Voluntary Withdrawal Students may withdraw from the University before the conclusion of a semester if they meet the conditions stated in chapter 5.

Students in the School of Architecture who withdraw within 10 class days immediately proceeding the final examination period are not permitted, except for providential reasons, to re-enter the School of Architecture for the succeeding semester nor to present transfer credit earned during the same time.

In very unusual medical circumstances, documented by professional certification, a School of Architecture student has one semester in which to petition for a retroactive medical withdrawal. If approved, all grades convert to W’s and the student is obliged to be absent for a full semester before resuming full-time study.

Educational Leaves of Absence Students who wish to take a leave of absence to pursue educational interests at another educational institution in the United States must consult with the Associate Dean for Students and with the Director of Undergraduate Programs in the appropriate department for a leave of absence. Students who wish to study abroad in an accredited program or at an accredited foreign university must apply for a leave of absence at the International Studies Office. While on such an approved leave, a student must register at the University of Virginia as a non-resident and pay a non-resident fee; this indicates that he or she is on an approved leave of absence pursuing educational interests elsewhere. Students registered for an approved leave may pre-enroll for courses and do not have to apply for readmission to the University, although they must notify their dean’s office or the International Studies Office of when they intend to return.

Enforced Withdrawal Students may be forced to withdraw from the University for habitual delinquency in class, habitual idleness, or any other fault that prevents the student from fulfilling the purpose implied by registration at the University. Students who are forced to withdraw during a given term will have the notation “enforced withdrawal (date) entered on their permanent academic records following the semester in which the action occurred. A grade of W (withdrawal) or WD (administrative withdrawal) will be entered for each course in which the student was registered. In order to accomplish readmission, they must be cleared by the Associate Dean for Students.  Application for readmission must be made to the Associate Dean for Student’s office 60 days in advance of the next University registration period.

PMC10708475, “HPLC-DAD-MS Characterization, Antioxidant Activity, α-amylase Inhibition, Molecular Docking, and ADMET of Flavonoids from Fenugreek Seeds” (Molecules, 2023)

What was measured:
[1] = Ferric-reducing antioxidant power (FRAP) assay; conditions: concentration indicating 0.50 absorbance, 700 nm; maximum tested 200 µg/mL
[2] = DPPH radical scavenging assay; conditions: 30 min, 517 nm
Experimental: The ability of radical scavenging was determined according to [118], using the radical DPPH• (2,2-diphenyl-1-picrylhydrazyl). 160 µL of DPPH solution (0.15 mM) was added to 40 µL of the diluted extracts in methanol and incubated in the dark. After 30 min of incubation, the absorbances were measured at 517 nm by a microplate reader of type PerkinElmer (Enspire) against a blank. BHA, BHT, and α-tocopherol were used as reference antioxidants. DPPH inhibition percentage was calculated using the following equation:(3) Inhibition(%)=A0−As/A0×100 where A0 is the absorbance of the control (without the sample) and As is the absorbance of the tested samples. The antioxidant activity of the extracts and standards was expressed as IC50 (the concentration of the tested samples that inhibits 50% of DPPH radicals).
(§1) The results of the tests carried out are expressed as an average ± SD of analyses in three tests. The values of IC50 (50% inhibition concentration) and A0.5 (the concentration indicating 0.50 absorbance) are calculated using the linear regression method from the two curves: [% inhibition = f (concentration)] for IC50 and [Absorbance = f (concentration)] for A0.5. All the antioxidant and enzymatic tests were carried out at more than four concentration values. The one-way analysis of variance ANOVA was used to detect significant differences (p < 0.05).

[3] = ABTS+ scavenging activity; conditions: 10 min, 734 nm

Medical Withdrawal Students who withdraw for reasons of health must obtain permission from the Department of Student Health. A grade of W (withdrawal) will be entered for each course in which the student was registered. Subsequent medical clearance from the Department of Student Health is required for readmission.


Ownership of Student Works

The School of Architecture reserves the right to retain student course work for purposes of exhibition and/or publication with appropriate credits. Professors who wish to retain student work for their own purposes must gain the student’s consent and provide adequate documentation of the work for the student.

Student Owned Computers Graduate students are required to own a personal laptop computer with specified base software. A list of specification is at


  1. Deadline for receipt of all applications for Architectural History, Architecture,  Landscape Architecture and Urban and Environmental Planning is January 4, 2008. All admissions materials should be sent via the on-line application or to the Graduate Admissions Office, School of Architecture, Campbell Hall, P.O. Box 400122, Charlottesville, VA 22904-4122. 
  2. A non-refundable application fee of $60 must accompany the application. Make the check or money order payable to: University of Virginia School of Architecture. Foreign checks accepted in U.S. dollars only.
  3. If an applicant wants to apply to more than one department he or she must fill out an application, pay the application fee for each department, and submit supporting documents for each application.